Of his gallantry one anecdote will be sufficient. Tho fashionable Mrs. Pepper, with two female companions,

travelling through the county of Cork, stopped for Divine service at the chapel of Watergrasshill (which is on the high road on the Dublin line), and entered its rude gate while Prout was addressing his congregation. His quick eye soon detected his fair visitants standing behind the motley crowd, by whom they were totally unnoticed, so intent were all on the discourse; when, interrupting the thread of his homily, to procure suitable accommodation for the strangers,

Boys !” cried the old man, “why don't ye give three chairs for the ladies ?" “ Three cheers for the ladies !” reechoed at once the parish-clerk. It was what might be termed a clerical, but certainly a very natural, error; and so acceptable a proposal was suitably responded to by the frieze-coated multitude, whose triple shout shook the very cobwebs on the roof of the chapel !-after which slight in. cident, service was quietly resumed.

He was extremely fond of angling; a recreation which, while it ministered to his necessary relaxation from the toils of the mission, enabled him to observe cheaply the fish diet imperative on fast days. For this, he had established his residence at the mountain-source of a considerable brook, which, after winding through the parish, joins the Blackwater at Fermoy; and on its banks would he be found, armed with his rod, and wrapt in his strange cassock, fit to personate the river-god or presiding genius of the stream.

His modest parlour would not ill become the hut of one of the fishermen of Galilee. A huge net in festoons curtained his casement; a salmon-spear, sundry rods, and tishing-tackle, hung round the walls and over his bookcase, which latter object was to him the perennial spring of refined enjoyment. Still he would sigh for the vast libraries of France, and her well-appointed scientific halls, where he had spent his youth, in converse with the first literary characters and most learned divines; and once he directed my attention to what appeared to be a row of folio volumes at the bottom of his collection, but which I found on trial to be so many large stone-flags, with parchment backs, bearing the appropriate title of CORNELII A LAPIDE Opera que extant omnia ; by which semblance of that old Jesuits commentaries he consoled himself for the absence of the original.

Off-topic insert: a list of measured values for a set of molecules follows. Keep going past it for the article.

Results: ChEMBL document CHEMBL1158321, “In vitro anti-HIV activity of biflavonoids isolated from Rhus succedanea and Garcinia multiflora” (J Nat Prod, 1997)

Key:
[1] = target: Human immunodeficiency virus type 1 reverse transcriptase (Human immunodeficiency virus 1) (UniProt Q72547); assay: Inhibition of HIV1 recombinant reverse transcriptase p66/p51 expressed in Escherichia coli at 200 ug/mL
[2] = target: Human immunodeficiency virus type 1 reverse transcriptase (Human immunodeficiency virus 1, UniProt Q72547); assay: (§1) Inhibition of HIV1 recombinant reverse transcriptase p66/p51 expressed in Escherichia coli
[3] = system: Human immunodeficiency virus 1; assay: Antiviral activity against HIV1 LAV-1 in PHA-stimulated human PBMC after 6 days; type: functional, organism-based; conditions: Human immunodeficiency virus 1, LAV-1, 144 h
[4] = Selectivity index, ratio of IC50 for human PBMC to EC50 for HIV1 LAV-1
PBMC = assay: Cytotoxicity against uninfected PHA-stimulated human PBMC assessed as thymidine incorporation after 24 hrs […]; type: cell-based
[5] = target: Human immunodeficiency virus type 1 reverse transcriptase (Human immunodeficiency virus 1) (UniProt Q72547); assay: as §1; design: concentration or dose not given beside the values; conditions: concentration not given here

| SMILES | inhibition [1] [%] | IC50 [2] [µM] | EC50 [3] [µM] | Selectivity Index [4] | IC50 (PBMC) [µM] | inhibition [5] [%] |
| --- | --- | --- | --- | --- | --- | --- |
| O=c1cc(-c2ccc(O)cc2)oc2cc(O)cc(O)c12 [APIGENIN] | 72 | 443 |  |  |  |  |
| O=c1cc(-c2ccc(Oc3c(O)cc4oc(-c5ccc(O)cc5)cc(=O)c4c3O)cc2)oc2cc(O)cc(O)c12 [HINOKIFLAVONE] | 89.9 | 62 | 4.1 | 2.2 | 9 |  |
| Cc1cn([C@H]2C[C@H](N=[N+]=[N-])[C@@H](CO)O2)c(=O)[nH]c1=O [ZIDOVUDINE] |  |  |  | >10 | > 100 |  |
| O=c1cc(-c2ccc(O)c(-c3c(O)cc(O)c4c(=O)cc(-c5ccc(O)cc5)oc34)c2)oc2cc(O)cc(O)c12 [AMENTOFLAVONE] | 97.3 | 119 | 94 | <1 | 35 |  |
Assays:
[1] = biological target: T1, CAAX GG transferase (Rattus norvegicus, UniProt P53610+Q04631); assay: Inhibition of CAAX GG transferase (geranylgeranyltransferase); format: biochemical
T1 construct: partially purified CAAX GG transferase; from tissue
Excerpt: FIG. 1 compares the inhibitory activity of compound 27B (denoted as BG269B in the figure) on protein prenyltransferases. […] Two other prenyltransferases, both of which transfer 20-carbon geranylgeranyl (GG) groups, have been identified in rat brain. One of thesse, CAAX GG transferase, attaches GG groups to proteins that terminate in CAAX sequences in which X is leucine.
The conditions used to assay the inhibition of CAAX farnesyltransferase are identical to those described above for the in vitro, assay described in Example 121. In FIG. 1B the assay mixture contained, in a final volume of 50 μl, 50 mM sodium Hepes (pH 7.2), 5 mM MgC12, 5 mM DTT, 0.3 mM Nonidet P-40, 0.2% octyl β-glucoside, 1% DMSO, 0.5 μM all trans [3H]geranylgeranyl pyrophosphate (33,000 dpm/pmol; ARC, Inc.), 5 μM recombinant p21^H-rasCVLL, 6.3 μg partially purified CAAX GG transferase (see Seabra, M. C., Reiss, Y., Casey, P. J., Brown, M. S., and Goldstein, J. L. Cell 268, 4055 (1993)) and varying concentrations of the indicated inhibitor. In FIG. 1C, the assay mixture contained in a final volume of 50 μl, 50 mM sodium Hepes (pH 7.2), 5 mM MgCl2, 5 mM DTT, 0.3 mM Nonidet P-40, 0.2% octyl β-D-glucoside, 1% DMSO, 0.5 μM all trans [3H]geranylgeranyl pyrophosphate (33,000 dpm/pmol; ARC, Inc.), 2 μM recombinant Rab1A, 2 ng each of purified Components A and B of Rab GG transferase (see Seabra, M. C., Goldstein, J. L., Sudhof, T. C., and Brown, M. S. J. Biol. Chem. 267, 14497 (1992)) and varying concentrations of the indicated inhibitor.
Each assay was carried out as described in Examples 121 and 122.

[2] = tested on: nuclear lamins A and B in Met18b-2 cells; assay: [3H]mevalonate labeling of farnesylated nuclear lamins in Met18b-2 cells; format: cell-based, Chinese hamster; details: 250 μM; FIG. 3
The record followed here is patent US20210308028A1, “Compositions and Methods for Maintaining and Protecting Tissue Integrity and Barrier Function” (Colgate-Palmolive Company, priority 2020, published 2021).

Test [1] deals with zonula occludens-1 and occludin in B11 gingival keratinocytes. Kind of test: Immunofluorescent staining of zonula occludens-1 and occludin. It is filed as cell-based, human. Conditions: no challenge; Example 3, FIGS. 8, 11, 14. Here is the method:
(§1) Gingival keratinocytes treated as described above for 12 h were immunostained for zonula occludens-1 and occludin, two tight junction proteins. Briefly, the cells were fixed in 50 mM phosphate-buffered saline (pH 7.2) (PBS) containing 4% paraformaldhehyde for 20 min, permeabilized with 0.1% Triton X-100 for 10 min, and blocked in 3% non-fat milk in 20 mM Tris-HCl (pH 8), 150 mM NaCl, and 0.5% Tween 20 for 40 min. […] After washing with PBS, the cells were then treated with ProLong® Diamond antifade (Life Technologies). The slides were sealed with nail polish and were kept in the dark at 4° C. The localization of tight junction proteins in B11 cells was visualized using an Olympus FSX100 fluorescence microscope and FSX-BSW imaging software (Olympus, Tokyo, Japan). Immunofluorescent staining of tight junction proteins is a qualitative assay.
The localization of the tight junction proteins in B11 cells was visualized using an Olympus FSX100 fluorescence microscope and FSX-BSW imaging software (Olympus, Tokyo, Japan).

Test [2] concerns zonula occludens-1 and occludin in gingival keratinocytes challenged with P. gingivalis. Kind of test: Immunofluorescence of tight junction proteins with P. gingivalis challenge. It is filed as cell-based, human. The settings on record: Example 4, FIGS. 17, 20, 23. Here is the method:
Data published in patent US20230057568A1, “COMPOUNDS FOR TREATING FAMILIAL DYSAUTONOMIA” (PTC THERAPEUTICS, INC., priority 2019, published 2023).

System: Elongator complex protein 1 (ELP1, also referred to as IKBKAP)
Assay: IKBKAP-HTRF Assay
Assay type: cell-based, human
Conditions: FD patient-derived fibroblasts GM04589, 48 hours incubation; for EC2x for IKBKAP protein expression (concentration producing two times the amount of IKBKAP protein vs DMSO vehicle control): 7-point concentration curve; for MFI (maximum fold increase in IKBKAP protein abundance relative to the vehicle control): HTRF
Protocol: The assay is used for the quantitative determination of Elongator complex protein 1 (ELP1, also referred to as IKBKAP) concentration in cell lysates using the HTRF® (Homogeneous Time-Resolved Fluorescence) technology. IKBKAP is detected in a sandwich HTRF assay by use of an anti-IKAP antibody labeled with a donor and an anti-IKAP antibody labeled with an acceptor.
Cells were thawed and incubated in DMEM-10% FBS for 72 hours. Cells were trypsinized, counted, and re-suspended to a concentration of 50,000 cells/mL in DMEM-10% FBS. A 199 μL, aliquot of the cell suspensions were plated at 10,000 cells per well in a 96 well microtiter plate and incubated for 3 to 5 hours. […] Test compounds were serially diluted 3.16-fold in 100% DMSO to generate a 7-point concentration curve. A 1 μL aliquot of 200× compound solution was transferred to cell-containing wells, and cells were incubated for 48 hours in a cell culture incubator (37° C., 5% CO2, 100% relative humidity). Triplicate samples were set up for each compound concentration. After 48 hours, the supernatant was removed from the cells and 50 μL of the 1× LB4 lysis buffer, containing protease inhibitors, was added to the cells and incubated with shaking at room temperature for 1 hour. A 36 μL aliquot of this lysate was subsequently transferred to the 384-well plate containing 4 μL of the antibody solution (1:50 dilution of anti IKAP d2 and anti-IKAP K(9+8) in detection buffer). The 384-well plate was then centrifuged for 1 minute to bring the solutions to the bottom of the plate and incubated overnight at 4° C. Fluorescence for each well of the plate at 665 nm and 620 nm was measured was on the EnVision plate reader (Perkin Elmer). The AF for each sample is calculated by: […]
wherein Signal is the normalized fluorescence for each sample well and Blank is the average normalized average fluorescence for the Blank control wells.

His classic acquirements were considerable, as will appear by his essay on Lent; and while they made him a most instructive companion, his unobtrusive merit left the most favourable impression. The general character of a churchman is singularly improved by the tributary accomplishments of the scholar, and literature is like a pure grain of Araby's incense in the golden censer of religion. His taste for the fine arts was more genuine than might be conjectured from the scanty specimens that adorned his apartment, though perfectly in keeping with his favourite sport; for there hung over the mantlepiece a print of Raphael's cartoon the “ Miraculous Draught, here,“ Tobith rescued by an Angel from the Fish ;" and there, "St. Anthony preaching to the Fishes.”

With this learned Theban I held long and serious converse on the nature of the antiquated observance I had pledged myself to keep up; and oft have we discussed the matter at his frugal table, aiding our conferences with a plate of water-cresses and a red herring. I have taken copious notes of Father Prout's leading topics; and while I can vouch them as his genuine arguments, I will not be answerable for the style; which may possibly be my own, and probably, like the subject, exceedingly jejune.